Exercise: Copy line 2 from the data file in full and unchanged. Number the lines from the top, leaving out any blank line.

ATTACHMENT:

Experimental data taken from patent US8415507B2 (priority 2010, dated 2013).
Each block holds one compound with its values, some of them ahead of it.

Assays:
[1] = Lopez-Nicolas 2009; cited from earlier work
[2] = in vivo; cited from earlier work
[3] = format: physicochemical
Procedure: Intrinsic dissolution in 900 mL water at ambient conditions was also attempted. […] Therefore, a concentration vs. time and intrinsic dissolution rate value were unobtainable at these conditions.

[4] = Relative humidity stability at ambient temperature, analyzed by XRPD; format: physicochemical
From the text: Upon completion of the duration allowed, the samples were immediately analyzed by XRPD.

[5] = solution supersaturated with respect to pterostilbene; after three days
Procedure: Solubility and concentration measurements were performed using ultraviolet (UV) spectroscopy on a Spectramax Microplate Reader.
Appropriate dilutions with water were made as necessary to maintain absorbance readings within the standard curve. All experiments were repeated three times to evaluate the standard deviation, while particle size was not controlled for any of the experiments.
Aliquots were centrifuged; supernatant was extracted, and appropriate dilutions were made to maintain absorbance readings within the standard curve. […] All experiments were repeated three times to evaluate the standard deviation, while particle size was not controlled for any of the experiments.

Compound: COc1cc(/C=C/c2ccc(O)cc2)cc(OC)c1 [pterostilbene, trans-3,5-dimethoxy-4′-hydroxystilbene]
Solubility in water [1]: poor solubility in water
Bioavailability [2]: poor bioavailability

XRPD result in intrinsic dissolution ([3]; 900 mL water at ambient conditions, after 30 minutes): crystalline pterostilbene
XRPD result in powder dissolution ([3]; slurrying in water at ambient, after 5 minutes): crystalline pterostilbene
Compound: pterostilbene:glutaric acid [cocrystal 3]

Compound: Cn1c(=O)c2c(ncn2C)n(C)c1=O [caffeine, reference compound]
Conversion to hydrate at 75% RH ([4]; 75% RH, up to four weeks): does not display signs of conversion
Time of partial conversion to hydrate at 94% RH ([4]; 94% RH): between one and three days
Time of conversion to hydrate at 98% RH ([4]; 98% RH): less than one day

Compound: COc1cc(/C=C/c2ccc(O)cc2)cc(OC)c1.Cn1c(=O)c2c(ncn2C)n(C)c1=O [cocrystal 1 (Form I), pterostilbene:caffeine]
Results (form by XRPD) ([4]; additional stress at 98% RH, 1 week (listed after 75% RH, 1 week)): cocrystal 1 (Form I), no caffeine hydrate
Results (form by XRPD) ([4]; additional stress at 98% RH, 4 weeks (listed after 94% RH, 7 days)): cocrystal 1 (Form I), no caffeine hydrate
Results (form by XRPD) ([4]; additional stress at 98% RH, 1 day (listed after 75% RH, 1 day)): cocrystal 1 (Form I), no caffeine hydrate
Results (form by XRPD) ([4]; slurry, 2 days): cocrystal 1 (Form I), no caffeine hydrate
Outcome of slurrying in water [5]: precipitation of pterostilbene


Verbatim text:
Each block holds one compound with its values, some of them ahead of it.